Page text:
Provided that the funds go directly from one account to the other, there will be no tax due on the transaction. In doing so, you will then be able to pick and choose from a wide array of both tangible and intangible asset types for the IRA account.
Buying Physical Gold Through a 457(b) Retirement Plan
A 457(b) plan is used primarily by state and local government entities. This can also include public school employees, as well as firefighters and police officers. There may also be certain non-governmental organizations that use these types of plans, including unions, charities, and hospitals.
The rules for participation in a 457(b) plan may differ, depending on whether the plan is being used in a government entity as versus a different tax-exempt organization. For example, if the plan is being offered by a government organization, then common law employees and independent contractors may participate. If, however, the plan is being offered via a non-religious tax-exempt organization, then independent contractors, as well as a select group of management or highly compensated employees may be included. Because there does not have to be a minimum coverage test, though, an employer may allow all other employees to participate as well.
These plans have both a Traditional and a Roth option. There is also an annual maximum contribution amount. In 2016, those who are age 49 and younger may contribute up to $18,000 and those who are age 50 and over may contribute an additional $6,000 in catch up contribution.
Can You Have Physical Gold in a 457(b) Plan?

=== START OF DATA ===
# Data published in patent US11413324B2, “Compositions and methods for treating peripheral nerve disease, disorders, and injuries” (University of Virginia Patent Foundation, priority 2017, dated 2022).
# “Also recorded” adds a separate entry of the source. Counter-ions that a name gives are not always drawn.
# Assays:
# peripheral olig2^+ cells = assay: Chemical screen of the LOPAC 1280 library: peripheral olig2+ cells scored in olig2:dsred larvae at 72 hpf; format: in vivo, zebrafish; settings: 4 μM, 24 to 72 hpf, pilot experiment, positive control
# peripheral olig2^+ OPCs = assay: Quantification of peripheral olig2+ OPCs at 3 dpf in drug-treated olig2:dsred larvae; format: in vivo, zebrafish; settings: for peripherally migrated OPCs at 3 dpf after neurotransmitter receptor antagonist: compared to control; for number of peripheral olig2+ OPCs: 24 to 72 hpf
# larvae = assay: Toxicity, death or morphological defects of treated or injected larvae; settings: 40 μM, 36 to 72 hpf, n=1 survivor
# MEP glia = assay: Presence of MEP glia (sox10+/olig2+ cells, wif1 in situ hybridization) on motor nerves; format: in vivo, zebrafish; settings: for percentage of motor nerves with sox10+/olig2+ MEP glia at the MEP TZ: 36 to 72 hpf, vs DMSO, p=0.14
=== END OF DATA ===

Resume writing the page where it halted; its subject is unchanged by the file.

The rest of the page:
The participants in a 457(b) plan are not able to purchase physical gold for these accounts. However, there may be a way to move the funds from a 457(b) plan into another type of plan that does allow the purchase of physical gold and other precious metals – depending on the type of entity the money is coming from.
How to Buy Physical Gold Through a 457(b) Plan
If you are a non-government employee who participates in a 457(b) plan, then the funds from this plan may only be moved into another 457(b) plan, and not into a personal IRA account. However, government employees are allowed to move their 457(b) money into either a new employer’s 457(b), 401(k), or 403(b) plan – provided that the plan accepts these types of transfers, as well as into a personal self-directed IRA account.
Government employees may also be able to just simply cash out their funds and then open a new self-directed IRA account in order to purchase physical gold. If going this route, however, it is important to re-invest the withdrawn funds within 60 days and not to use the funds for other purposes, as this could trigger a taxable distribution.